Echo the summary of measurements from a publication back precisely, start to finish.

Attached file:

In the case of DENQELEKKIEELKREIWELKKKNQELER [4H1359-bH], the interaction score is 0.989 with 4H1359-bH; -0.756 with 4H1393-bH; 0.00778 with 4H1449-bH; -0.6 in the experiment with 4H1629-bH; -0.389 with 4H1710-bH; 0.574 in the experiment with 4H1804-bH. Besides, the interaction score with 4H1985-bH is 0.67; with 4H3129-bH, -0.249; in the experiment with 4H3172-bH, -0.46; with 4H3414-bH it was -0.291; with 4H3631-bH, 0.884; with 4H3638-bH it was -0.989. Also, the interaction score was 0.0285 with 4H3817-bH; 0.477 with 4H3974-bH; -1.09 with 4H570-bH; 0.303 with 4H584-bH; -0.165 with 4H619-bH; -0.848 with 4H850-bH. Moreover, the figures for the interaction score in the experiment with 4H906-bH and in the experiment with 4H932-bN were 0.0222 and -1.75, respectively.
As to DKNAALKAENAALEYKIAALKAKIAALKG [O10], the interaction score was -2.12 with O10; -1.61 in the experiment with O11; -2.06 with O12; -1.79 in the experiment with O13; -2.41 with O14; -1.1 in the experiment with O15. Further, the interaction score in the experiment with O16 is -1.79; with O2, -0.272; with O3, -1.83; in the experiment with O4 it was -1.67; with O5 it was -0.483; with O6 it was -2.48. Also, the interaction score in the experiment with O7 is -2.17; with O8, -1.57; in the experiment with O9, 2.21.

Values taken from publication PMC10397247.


In the case of DENQELEKKIEELKREIWELKKKNQELER [4H1359-bH], the interaction score is 0.989 with 4H1359-bH; -0.756 with 4H1393-bH; 0.00778 with 4H1449-bH; -0.6 in the experiment with 4H1629-bH; -0.389 with 4H1710-bH; 0.574 in the experiment with 4H1804-bH. Besides, the interaction score with 4H1985-bH is 0.67; with 4H3129-bH, -0.249; in the experiment with 4H3172-bH, -0.46; with 4H3414-bH it was -0.291; with 4H3631-bH, 0.884; with 4H3638-bH it was -0.989. Also, the interaction score was 0.0285 with 4H3817-bH; 0.477 with 4H3974-bH; -1.09 with 4H570-bH; 0.303 with 4H584-bH; -0.165 with 4H619-bH; -0.848 with 4H850-bH. Moreover, the figures for the interaction score in the experiment with 4H906-bH and in the experiment with 4H932-bN were 0.0222 and -1.75, respectively.
As to DKNAALKAENAALEYKIAALKAKIAALKG [O10], the interaction score was -2.12 with O10; -1.61 in the experiment with O11; -2.06 with O12; -1.79 in the experiment with O13; -2.41 with O14; -1.1 in the experiment with O15. Further, the interaction score in the experiment with O16 is -1.79; with O2, -0.272; with O3, -1.83; in the experiment with O4 it was -1.67; with O5 it was -0.483; with O6 it was -2.48. Also, the interaction score in the experiment with O7 is -2.17; with O8, -1.57; in the experiment with O9, 2.21.

Values taken from publication PMC10397247.